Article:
The sixteen-year-old kid who lived inside the stories and journals she penned. The sixteen-year-old kid who would meet a therapist years later that would not only save her life but convince her to take those stories and give them wings. 

The irony in all of this is that the same world I found to be cold, cruel, and impossible to navigate would also become a world full of color I found myself desperate to capture with a pen. A world I found myself enthralled by. There’s beauty hidden in the bleakness. 

And that’s the story The Eighth Sense hands us.

No matter how bleak a situation feels, no matter how many hits are still headed our way, there’s also hope. Love. Dreams. Change. 

Life hands us lows but also offers opportunity, love, and reasons to fight for freedom. 

The Eighth Sense is told aggressively, using abrupt editing that feels as raw as its characters and filled with colors that speak to the moments it captures. While I spent a lot of time online analyzing what each moment meant for me personally and how Jae Won’s trauma response affected those around him, the beautiful thing about The Eighth Sense is that you don’t need to understand its symbolism or have a traumatic past to feel it.Β 

You simply need to feel. 

This drama opens up a need to communicate. It opens up discussions about depression, trauma, grief, and asking for help in a world that often makes seeking help feel like a weakness.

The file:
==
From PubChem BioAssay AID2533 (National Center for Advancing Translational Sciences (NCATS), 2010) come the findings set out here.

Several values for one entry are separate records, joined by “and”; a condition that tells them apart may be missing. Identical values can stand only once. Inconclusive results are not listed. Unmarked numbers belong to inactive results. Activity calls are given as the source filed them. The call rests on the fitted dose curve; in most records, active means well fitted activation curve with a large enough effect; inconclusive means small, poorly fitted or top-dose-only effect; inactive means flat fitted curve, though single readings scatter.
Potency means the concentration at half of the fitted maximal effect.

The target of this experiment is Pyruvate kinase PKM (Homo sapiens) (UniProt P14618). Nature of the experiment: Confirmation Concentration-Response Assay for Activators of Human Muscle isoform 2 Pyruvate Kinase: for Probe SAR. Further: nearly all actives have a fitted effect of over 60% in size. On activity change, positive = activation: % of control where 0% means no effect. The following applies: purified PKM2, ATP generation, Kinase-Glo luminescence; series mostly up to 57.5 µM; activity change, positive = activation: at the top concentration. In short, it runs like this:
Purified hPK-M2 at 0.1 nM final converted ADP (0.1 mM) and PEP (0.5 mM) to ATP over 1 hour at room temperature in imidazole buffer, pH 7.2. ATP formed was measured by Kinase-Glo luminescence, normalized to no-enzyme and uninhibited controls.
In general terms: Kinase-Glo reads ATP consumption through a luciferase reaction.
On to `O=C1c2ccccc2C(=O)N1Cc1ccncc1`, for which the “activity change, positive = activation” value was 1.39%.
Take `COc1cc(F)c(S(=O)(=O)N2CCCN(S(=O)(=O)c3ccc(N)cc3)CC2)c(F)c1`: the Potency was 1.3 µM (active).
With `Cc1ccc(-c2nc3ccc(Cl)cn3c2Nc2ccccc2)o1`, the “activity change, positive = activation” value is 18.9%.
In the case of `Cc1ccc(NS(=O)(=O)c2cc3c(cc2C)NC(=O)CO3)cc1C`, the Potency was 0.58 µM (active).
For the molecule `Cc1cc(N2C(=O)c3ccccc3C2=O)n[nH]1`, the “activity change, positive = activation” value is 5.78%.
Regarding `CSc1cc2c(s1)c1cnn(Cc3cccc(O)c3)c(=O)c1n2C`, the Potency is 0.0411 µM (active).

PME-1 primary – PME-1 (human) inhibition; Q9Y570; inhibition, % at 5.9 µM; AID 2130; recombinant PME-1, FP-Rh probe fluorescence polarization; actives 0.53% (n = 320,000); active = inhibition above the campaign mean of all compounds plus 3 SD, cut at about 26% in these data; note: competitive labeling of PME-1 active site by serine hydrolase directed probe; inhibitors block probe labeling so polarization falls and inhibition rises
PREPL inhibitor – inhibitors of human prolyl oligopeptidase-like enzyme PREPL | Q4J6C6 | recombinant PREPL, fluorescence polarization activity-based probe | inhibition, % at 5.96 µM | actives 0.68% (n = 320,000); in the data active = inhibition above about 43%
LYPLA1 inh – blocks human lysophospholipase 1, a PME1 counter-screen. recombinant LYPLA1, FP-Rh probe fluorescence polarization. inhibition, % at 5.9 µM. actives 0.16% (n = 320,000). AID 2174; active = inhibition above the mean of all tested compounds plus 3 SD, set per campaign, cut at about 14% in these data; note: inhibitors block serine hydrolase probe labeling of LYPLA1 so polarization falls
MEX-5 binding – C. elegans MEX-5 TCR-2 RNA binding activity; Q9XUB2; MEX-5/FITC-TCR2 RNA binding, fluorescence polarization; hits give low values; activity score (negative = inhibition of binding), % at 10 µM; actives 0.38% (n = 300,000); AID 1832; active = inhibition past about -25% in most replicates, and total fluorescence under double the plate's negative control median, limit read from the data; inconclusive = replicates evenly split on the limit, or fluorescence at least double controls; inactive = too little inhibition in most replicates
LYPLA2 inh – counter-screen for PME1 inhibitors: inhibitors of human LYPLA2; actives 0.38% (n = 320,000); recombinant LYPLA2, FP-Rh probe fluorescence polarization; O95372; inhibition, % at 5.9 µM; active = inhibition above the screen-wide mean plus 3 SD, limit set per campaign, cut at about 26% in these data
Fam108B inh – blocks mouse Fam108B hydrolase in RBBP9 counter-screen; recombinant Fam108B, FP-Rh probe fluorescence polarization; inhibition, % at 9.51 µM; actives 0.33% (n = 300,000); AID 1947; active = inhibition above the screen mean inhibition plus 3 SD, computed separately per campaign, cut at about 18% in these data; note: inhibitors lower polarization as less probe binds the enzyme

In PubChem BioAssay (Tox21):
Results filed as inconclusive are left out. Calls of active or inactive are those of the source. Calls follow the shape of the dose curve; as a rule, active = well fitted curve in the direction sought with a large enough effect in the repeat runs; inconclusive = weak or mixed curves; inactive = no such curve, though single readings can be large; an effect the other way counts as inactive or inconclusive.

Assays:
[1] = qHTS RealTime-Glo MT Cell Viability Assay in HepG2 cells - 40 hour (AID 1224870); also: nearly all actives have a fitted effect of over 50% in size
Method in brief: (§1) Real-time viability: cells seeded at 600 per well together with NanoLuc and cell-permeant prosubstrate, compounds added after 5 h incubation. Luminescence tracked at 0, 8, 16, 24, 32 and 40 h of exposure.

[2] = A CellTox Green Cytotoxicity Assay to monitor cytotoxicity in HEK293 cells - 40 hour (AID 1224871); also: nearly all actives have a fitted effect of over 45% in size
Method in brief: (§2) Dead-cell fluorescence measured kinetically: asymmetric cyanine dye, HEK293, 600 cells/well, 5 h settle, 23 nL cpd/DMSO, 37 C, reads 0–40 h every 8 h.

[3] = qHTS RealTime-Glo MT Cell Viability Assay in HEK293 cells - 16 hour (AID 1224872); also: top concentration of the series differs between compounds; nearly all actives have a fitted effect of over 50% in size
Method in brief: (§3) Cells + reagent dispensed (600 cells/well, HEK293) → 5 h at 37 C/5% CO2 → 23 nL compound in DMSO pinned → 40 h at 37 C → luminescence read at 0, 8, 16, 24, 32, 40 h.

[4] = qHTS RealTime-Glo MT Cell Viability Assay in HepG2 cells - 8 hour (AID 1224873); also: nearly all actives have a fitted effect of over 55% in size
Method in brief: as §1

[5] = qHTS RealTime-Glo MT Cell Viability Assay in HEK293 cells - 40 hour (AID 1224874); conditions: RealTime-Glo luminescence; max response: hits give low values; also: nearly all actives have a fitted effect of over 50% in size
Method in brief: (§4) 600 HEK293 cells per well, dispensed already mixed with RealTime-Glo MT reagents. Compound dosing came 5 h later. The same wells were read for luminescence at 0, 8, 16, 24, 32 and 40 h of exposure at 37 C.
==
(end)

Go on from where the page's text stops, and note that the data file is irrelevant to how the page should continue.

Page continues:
All while falling in love. 

While The Eighth Sense is a queer love story, it doesn’t box itself into a label. The love story it tells is as much about breaking out of the box the world keeps itself in as the rest of the story. Because, in the end, love should never be placed inside a box. Who we are and who we love shouldn’t be restricted. Who we feel safe with shouldn’t be barred from us.

It’s like owning a pet that’s kept inside a too-small enclosure. Placing anything inside a space too small to fit leads to physical, behavioral, and emotional problems. People aren’t meant to be bound by the world’s expectations of us. There are infinite possibilities beyond those restraints.  

And that’s the beauty of The Eighth Sense. It’s a liberating series that breaks free of restraint. It confronts itself and then frees itself. 

For the last five weeks, we were all Jae Won and Ji Hyun. We faced their fears with them. We grieved, mourned, and yelled into the abyss. And we fell in love. 

While the series’ title seems focused more on the infinity symbol than on interoception, there is no doubt that we all experienced The Eighth Sense in a very ‘internal’ way, reminding us of our journeys toward accepting ourselves. Whether we’re just starting on that journey, naively stepping into a world we’re afraid of like Ji Hyun, facing the scars the world has left us with like Jae Won, or dealing with an overwhelming amount of obstacles we feel is impossible to overcome, the search for freedom applies. 

Freedom is a universal theme, and the human psyche is an intricate mental and emotional landscape with limitless ways of viewing it. And like the ocean seen so often in the series, the human mind may never be fully understood.Β The mystery of it is why we are as fascinated with the mind as we are drawn to the heart.